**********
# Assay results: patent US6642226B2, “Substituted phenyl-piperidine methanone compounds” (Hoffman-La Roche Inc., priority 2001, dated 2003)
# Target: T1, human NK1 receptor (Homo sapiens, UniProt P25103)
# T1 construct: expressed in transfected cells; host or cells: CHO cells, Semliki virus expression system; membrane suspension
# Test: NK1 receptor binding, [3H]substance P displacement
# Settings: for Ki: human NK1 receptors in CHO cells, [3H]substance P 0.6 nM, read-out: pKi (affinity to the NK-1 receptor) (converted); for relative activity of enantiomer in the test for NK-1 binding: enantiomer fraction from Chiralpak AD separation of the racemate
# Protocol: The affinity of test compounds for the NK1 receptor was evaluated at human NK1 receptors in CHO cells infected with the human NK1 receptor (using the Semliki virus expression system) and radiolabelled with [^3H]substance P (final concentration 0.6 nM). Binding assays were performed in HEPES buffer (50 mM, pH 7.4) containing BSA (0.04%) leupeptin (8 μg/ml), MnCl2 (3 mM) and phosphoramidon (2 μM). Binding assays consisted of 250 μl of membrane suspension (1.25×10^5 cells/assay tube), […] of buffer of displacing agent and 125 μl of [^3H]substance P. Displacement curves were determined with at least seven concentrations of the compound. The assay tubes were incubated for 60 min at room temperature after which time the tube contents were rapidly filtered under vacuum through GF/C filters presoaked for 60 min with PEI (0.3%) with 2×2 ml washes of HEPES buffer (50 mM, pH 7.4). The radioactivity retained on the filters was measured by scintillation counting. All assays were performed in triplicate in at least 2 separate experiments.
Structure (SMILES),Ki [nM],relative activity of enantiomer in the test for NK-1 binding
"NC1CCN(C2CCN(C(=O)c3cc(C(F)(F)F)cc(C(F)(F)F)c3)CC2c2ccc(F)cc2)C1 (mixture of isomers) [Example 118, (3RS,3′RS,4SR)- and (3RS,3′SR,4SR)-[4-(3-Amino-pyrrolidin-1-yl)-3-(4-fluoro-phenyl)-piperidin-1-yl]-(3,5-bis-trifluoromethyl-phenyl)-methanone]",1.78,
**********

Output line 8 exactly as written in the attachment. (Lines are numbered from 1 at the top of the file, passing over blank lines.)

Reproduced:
"NC1CCN(C2CCN(C(=O)c3cc(C(F)(F)F)cc(C(F)(F)F)c3)CC2c2ccc(F)cc2)C1 (mixture of isomers) [Example 118, (3RS,3′RS,4SR)- and (3RS,3′SR,4SR)-[4-(3-Amino-pyrrolidin-1-yl)-3-(4-fluoro-phenyl)-piperidin-1-yl]-(3,5-bis-trifluoromethyl-phenyl)-methanone]",1.78,